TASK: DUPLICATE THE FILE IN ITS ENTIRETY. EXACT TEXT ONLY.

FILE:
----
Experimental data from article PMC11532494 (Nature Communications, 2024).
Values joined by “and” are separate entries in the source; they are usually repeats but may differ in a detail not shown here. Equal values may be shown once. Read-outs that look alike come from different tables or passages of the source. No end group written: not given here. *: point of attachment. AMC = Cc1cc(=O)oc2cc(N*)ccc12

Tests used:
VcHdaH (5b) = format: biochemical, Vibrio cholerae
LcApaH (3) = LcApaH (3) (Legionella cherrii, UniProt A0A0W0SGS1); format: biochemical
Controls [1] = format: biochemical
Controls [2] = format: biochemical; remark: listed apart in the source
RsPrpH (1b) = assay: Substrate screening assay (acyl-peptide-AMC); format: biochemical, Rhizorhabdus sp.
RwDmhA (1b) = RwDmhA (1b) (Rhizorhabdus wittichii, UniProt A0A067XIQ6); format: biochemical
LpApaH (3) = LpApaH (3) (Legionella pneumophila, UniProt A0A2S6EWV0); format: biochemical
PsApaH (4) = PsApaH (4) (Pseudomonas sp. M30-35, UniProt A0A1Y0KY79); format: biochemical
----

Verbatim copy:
Experimental data from article PMC11532494 (Nature Communications, 2024).
Values joined by “and” are separate entries in the source; they are usually repeats but may differ in a detail not shown here. Equal values may be shown once. Read-outs that look alike come from different tables or passages of the source. No end group written: not given here. *: point of attachment. AMC = Cc1cc(=O)oc2cc(N*)ccc12

Tests used:
VcHdaH (5b) = format: biochemical, Vibrio cholerae
LcApaH (3) = LcApaH (3) (Legionella cherrii, UniProt A0A0W0SGS1); format: biochemical
Controls [1] = format: biochemical
Controls [2] = format: biochemical; remark: listed apart in the source
RsPrpH (1b) = assay: Substrate screening assay (acyl-peptide-AMC); format: biochemical, Rhizorhabdus sp.
RwDmhA (1b) = RwDmhA (1b) (Rhizorhabdus wittichii, UniProt A0A067XIQ6); format: biochemical
LpApaH (3) = LpApaH (3) (Legionella pneumophila, UniProt A0A2S6EWV0); format: biochemical
PsApaH (4) = PsApaH (4) (Pseudomonas sp. M30-35, UniProt A0A1Y0KY79); format: biochemical